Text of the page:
Karen took a quick look around, searching for the little munchkins. “Where are the kids?”
Leslie stretched her legs before her, crossing them at the ankles as she leaned back on the bench with a pleased smile. She had Karen’s straight brown hair, but Leslie’s was long and usually swept up in a messy bun. They were both tall and slender, like reeds growing next to a river, Daddy used to say.
“Swimming at aunt June’s house. I told you Steve’s sister got a pool last year. The kids love it.”
Great, now Karen would have to compete with Auntie June’s pool. She shook her head with a sigh. Those kids had big enough hearts for all their aunties. Karen had never been able to have children of her own and had settled for living vicariously through her sister’s wild brood.
Karen sat beside Leslie while sorting through the stack of mail. She needed to stop letting it pile up so much at the post office. The only things to show up in her box anymore were bills, advertisements, and…other things she wasn’t interested in receiving. “Well, I still have Lake Michigan practically across the street and fishing poles. They’ll come begging for me to take them fishing when they get tired of that tub of chlorinated water.” She set the letters down beside her.
“Do I sense a hint of jealousy?” Leslie grinned. “You have room to build a pool if you wanted.”
“Which I don’t. I love my roses. I’m happy with what I have.”
“Are you?” Leslie crossed her leg over her knee as she turned on the wood bench to face Karen.
“What’s that supposed to mean?”
Leslie shrugged her shoulder. “Don’t get me wrong, I like your new haircut. It’s short and spunky. I like seeing your pretty face again. I even like your new clothes,” Her gaze traveled over Karen’s usual dark, plain business suit. “When you wear them.”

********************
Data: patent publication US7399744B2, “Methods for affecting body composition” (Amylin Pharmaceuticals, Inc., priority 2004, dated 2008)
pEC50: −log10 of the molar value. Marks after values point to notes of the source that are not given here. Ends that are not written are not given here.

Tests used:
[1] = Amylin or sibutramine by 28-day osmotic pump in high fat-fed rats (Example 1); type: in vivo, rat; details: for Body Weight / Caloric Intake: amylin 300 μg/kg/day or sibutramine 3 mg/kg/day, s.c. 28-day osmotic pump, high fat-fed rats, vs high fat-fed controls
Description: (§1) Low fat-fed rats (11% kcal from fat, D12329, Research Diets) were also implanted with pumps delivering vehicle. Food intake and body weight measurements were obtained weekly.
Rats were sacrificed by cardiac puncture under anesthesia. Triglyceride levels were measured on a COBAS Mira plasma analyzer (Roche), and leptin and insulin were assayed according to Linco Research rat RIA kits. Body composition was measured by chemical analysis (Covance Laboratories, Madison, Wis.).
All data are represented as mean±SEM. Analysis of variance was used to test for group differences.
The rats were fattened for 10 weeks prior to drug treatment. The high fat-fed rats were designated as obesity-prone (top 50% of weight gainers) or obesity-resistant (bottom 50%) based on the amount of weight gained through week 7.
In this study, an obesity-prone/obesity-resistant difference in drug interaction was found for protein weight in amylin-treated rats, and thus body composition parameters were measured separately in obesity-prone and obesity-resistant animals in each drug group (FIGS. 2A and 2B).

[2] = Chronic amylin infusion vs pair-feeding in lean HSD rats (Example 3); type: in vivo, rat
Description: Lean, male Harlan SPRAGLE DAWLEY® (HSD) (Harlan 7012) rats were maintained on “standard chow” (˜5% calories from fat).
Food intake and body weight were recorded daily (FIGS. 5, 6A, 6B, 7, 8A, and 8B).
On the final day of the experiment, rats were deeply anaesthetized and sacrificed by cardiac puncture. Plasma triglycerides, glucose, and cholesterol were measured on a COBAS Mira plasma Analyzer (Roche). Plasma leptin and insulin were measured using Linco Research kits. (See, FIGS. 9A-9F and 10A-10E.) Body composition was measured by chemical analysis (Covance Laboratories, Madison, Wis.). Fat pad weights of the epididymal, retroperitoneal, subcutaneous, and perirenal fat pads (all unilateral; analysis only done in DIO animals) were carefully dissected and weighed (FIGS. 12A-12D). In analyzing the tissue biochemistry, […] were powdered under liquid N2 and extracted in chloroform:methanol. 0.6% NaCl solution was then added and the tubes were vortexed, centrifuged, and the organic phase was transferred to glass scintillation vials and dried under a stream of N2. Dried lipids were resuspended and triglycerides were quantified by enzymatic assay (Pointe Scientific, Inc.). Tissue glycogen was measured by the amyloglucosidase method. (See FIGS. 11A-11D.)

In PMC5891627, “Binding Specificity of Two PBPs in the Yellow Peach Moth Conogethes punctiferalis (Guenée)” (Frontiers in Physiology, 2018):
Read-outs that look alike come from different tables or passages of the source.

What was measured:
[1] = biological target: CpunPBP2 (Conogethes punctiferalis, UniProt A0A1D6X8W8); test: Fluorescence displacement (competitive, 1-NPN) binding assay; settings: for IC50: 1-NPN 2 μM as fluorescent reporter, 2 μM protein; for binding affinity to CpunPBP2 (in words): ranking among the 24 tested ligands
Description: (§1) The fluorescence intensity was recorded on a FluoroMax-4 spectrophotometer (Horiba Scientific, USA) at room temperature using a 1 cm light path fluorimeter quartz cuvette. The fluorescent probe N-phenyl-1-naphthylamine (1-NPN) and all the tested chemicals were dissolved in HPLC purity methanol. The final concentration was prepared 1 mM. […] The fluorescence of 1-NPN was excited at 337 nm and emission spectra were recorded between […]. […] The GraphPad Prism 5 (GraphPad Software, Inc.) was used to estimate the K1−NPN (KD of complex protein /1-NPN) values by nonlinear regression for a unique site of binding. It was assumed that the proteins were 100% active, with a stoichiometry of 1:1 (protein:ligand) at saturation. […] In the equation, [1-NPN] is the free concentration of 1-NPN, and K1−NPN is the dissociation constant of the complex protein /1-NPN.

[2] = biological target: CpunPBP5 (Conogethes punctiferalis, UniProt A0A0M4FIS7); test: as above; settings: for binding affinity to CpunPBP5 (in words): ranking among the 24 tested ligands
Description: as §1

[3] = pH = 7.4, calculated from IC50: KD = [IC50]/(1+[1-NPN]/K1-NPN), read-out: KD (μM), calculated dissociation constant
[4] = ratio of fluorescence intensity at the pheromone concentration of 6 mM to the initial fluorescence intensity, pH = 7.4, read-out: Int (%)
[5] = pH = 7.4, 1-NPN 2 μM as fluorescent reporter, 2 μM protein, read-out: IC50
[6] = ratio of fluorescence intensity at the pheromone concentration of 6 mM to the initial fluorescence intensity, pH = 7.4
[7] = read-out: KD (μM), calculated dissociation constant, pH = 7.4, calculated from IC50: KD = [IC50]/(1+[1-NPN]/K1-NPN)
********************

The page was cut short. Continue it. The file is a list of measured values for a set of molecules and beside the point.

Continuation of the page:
Karen rolled her eyes at the compliment. The good thing about her new pixie cut was fixing her hair in the morning. It only took five minutes tops. She had, now that she thought about it, received a lot of compliments on her new look.
Leslie looked Karen over from the top of her navy business suit, stopping at the bright green scarf, then moving on down to her comfortable matching boots. “I doubt you’ll ever give up your bland council attire, but I’ve seen a couple of those new dresses, and if I didn’t know better I’d think you were looking to meet—”
“I’m not.” Karen stopped her sister before she had a chance to go there. “I enjoy being single. Nobody to answer to. Nobody to worry about. No more wondering where someone is or when he’ll come home. Or if….”
“Milton was a jerk. I agree that you are better off without him. Now you’re free to have a do over. Start again, make a fresh life for yourself. And choose wiser this time. Find someone who values you and will love you—”
“Is that what you came over here for?” Karen stood. She had so much work to get done. Going over the plans for the Fireworks Festival was her mountain to climb this week. She needed to contact all the booth holders and confirm that everything was in order and they knew where to locate their spots. She had no time to sit and chat about her non-existent love life. Karen was done with all that.
She enjoyed lavishing all her love on Leslie’s kids who she could send home at the end of the day after she’d spoiled them rotten. She had plenty of friends to keep her from getting too lonely. People mainly respected her in Madison Creek, despite Milton’s embarrassing antics. That was certainly more than she ever got from her so-called husband.
Hopefully, the twisting pain she always felt in her stomach at the thought of him would eventually go away. Forgiving was easier said than done.
Leslie shaded her eyes from the mid-morning sun and shook her head. “No, I came over to visit while I had a free moment. Oh, and to ask you if you could watch the kids next Friday. If you’re too busy with the festival, I’ll ask June. Steve and I want to go see a movie over in Muskegon, so we’re probably talking a sleepover.”
“What? You won’t be here? Why not?” Karen was hoping for a big turnout over the 4th of July weekend. Especially since so many new businesses had opened. The council decided to go all out this year to bring in tourists, first with the Independence festival and fireworks, then ending the summer with the Labor Day Music-fest. All her spare time had been taken up with planning and advertising for the events.